Some collections feature knives with a significant curve on the blade’s cutting edge, such as Renaissance’s Chef’s knife and a variety of BPX knives. This can take some getting used to if you’re accustomed to knives with a straighter edge.
Mercer caters its products to the foodservice industry; they’re primarily available online and not in stores. This means you can’t see, touch, or test the knives before buying them.
Although Mercer makes German- and Japanese-style knives, they are not manufactured in those countries. They are made in Taiwan, which can cause people to question authenticity even though they are quality knives.
What Others Are Saying About Mercer Knives
Mercer has a solid reputation, especially in the culinary industry. For decades, it has been a major supplier of knives, kitchen tools, and other chef accessories.
Here are what some reviewers and online publications are saying about Mercer Culinary.
Food & Wine picked the Mercer Ultimate White 8-Inch Chef’s Knife as the top Budget Chef’s Knife. The knife, which has good reviews on Amazon, is comparable to high-end stamped knives at a steep discount. Editors love the knife because it is easy to maintain and sharpen at home, is affordable, and offers solid performance.
Good Housekeeping shared the 12 Best Kitchen Knives, and Mercer’s Renaissance 8-Inch Chef’s Knife was named Sturdiest Chef’s Knife. The forged knife was praised for its heft, balance, and high-carbon steel construction. The sharpness of the blade made the knife work effortless, even with thick vegetables like carrots.
Serious Eats recently listed The Best Chef’s Knives and two Mercer Culinary knives placed in the top six: the Genesis and Millennia 8-Inch Chef’s knives. Both were called affordable. The Genesis Chef’s knife was lauded for being lightweight, grippy, and comfortable. The Millennia Chef’s knife stood out for its durability and sharpness, making it a good choice for beginners. Yet, reviewers thought it was off-balance, and its handle was too thick for small hands.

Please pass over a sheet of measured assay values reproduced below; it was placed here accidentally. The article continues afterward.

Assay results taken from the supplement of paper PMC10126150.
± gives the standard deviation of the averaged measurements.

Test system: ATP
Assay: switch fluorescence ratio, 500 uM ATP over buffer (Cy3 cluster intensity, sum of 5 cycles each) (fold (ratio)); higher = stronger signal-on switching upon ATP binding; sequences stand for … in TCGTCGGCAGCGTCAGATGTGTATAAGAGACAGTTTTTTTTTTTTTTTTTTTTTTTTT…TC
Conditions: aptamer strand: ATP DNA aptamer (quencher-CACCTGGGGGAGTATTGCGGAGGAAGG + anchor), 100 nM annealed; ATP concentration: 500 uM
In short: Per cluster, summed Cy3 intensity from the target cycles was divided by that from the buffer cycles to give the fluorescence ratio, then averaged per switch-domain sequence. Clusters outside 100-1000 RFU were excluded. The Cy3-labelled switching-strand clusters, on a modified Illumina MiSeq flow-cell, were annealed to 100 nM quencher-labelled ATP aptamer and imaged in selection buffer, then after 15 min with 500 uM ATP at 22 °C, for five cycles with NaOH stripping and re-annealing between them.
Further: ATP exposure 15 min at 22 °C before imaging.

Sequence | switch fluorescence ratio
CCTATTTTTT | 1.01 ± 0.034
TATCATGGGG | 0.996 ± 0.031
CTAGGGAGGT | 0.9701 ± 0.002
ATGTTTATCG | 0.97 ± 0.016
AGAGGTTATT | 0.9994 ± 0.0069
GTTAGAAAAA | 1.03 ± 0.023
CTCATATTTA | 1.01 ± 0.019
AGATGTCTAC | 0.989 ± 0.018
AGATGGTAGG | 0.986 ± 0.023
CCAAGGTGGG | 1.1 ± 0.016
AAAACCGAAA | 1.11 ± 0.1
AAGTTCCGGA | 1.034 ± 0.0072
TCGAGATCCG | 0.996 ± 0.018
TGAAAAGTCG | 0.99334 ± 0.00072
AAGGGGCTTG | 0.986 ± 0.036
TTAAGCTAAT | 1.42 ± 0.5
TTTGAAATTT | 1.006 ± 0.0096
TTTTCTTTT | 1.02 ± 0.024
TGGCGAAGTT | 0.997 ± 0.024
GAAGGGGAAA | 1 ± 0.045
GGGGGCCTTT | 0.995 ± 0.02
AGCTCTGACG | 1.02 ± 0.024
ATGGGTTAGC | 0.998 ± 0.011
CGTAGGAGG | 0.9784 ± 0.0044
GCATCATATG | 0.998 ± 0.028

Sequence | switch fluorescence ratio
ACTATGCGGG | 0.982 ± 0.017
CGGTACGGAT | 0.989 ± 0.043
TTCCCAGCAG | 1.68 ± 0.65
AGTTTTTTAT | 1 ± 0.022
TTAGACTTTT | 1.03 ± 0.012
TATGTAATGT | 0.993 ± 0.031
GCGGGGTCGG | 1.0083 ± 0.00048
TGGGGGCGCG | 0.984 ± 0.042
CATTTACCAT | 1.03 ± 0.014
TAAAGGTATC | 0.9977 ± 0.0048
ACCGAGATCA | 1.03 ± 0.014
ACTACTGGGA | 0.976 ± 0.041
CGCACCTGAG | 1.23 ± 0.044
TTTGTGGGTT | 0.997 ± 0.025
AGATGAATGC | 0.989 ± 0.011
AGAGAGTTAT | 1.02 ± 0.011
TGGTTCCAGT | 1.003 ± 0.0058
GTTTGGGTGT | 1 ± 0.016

The New York Times’ Wirecutter named the Best Chef’s Knife, and although the top honor did not go to Mercer Culinary, the MX3 gyuto still performed well in kitchen tests. The Genesis Chef’s knife was sharper than the Victorinox Fibrox Chef’s knife (a top pick) out of the box. The Millenia Chef’s knife was considered uncomfortable and not sharp enough.
Mercer is an established brand with a long track record of developing high-quality knives. In fact, I named it one of the best German knife brands due to its mix of performance, durability, and affordability.
But are they right for you?
You should buy Mercer knives if you value:
- An established brand that culinary professionals respect
- An affordable alternative to high-end German and Japanese knife brands
- A choice of forged and stamped blades
- The use of quality materials like German and Japanese steel
- Multiple collections with diverse style elements
- Knife offerings with a range of hardness and different edge angles
You should NOT buy Mercer knives if you do NOT want:
- Synthetic or textured handles that are soft or too grippy
- To sharpen your knives frequently
- Stamped knives that don’t feel properly balanced
- Knives that require extra care to present rust, discoloration, or chipping
- Knife collections that must be purchased online and are unavailable for testing in person
- Blades with prominent curves
- German- or Japanese-style knives that are made in Taiwan
Bottom line — Mercer offers quality German- and Japanese-style knives at a fraction of the price of its competitors. If you’re looking for a professional-grade knife without a high price tag, Mercer is an excellent choice for you.
I highly recommend Mercer for cooks that love the look and feel of Wusthof and Zwilling but don’t want to spend over $100 on a single knife. The Genesis collection is my top pick, but Renaissance and ZüM are excellent options, too.
Mercer kitchen knives are available on Amazon, where you can learn more and read hundreds of reviews.